Ocean acidification isn't proceeding at a snail's pace, says new research.
The study finds that corrosive water off the U.S. West Coast is dissolving the shells of a marine snail, also known as a sea butterfly, that is a key player in the coastal food chain.
Researchers worry that the mollusks' weakened shells could have far-reaching consequences for the animals that eat them, such as fish and marine mammals.
Salmon, herring, and other commercially important species rely on a snail-rich diet. But with many sea butterflies now growing thin, pitted, bumpy shells—a clear sign of ocean acidification—their ability to reproduce, protect against infection, and even swim is being compromised.
"We've been talking about ocean acidification as a problem for the future," says Scott Doney, an oceanographer with the Woods Hole Oceanographic Institution (WHOI) in Massachusetts, who was not involved in the study. But this research, he says, shows that it's already an issue. (Read about ocean acidification in National Geographic magazine.)
A team led by Nina Bednaršek and Richard Feely of the U.S. National Oceanic and Atmospheric Administration (NOAA) found that between 24 and 53 percent of the sea butterflies they studied in 2011 off the Washington, Oregon, and California coasts showed signs of severe shell damage.
Most of the injured animals were found closer to shore, where waters are most acidic due to high concentrations of carbon dioxide from the burning of fossil fuels. A natural phenomenon called upwelling—a seasonal event on the West Coast in which deep-water nutrients and carbon dioxide rise to the surface—compounds the problem.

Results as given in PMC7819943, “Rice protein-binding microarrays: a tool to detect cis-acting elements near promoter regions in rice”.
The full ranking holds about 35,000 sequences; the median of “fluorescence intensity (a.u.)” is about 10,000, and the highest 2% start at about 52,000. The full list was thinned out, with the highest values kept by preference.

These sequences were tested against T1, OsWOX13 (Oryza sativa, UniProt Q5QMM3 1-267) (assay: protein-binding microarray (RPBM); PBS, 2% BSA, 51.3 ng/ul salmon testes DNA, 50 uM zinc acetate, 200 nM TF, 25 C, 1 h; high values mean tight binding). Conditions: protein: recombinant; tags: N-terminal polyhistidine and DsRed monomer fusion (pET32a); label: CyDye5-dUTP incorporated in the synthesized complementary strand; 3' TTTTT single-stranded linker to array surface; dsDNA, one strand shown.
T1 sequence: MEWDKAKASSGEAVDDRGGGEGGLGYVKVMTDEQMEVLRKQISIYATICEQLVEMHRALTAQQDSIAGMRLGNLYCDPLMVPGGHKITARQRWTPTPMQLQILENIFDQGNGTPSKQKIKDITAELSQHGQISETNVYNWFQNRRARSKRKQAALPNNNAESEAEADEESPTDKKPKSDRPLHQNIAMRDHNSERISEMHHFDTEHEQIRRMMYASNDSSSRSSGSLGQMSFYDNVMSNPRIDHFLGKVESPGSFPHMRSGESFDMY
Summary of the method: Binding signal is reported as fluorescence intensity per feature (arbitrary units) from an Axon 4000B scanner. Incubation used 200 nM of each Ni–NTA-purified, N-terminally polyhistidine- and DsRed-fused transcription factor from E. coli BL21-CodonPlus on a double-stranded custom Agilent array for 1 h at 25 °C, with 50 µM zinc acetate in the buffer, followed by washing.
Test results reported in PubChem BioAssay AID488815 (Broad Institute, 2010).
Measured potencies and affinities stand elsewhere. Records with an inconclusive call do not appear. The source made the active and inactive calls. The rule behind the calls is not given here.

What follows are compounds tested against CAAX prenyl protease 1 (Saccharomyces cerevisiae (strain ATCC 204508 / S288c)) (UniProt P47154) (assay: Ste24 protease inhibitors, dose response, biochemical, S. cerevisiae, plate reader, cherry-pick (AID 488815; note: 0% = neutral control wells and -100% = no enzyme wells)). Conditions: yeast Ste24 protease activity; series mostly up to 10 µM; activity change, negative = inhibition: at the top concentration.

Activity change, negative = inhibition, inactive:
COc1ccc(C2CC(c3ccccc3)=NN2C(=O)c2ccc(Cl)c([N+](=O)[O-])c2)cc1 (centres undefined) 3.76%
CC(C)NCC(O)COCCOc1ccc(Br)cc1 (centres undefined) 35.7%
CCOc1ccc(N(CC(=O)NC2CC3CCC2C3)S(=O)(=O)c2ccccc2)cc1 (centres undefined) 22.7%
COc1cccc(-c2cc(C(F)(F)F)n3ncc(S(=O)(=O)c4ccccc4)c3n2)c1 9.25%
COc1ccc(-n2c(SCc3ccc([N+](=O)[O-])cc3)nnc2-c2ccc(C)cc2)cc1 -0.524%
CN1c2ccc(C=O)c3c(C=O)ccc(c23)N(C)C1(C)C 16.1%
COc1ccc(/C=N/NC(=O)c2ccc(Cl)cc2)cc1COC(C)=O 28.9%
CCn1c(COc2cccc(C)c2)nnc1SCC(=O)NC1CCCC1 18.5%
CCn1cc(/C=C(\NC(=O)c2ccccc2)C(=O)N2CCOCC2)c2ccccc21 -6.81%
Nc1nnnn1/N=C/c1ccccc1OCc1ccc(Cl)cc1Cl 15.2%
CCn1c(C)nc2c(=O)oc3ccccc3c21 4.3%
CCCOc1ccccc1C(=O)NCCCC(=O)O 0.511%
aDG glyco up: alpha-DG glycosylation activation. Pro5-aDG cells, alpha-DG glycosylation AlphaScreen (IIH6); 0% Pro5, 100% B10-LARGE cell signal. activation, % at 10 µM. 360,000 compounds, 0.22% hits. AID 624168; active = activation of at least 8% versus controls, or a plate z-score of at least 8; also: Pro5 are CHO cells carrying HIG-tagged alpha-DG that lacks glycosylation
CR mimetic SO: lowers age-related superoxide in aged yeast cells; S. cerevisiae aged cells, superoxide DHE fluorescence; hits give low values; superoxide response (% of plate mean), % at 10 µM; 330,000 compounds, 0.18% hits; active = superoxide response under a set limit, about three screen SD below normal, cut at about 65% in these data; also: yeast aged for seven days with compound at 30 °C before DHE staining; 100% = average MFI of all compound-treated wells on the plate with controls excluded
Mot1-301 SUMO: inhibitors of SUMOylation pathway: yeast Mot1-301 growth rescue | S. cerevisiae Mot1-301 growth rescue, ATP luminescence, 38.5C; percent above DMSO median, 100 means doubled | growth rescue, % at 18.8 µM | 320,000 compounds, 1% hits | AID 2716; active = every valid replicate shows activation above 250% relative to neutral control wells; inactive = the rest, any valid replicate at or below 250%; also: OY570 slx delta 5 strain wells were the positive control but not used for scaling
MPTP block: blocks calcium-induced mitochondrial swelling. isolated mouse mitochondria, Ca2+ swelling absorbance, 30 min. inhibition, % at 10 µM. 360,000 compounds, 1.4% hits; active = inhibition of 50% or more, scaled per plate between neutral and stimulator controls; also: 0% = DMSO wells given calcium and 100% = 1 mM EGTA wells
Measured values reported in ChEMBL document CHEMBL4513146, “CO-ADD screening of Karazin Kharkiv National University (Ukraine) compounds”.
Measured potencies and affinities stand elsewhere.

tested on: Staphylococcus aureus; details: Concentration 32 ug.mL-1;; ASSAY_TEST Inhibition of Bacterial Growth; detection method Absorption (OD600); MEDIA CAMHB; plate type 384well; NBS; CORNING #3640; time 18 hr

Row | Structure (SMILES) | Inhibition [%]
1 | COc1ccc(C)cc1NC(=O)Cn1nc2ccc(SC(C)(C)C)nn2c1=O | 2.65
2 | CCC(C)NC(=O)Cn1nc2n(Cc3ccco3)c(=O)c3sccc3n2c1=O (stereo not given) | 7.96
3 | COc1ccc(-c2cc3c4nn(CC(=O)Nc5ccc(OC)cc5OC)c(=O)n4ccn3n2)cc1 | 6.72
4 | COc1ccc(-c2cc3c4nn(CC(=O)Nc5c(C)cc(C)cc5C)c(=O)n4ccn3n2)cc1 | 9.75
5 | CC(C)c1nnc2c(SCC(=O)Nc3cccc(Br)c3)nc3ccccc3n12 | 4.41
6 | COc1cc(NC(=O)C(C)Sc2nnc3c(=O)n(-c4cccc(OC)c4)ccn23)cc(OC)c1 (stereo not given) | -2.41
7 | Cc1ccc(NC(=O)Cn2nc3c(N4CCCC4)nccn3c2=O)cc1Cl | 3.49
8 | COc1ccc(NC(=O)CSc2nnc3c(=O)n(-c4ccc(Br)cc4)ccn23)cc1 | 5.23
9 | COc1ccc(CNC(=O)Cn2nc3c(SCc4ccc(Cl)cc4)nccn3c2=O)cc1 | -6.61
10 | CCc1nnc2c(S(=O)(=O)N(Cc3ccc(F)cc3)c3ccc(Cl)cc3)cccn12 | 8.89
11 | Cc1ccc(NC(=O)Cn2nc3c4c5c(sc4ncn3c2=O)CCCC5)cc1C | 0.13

Lab studies have repeatedly shown that sea butterflies struggle to build shells in acidic waters, says Bednaršek.
But now, says Feely, "we see for the first time a clear indication of the effects of ocean acidification on a critical marine organism [in the wild]."
An Uncertain Future
WHOI's Doney says Bednaršek and Feely's work, published this week in the journal Proceedings of the Royal Society B, raises a lot of questions. For instance, while it's clear these snails are being affected, it's not clear exactly how their deterioration will affect the food chain.
In any event, says Doney, the problem is going to only get worse. Bednaršek and colleagues predict that by 2050, about 70 percent of West Coast sea butterflies could have severely damaged shells.
The only clear fix? Doney says that would be to reduce carbon emissions. But, he adds, "that's a much more difficult problem."
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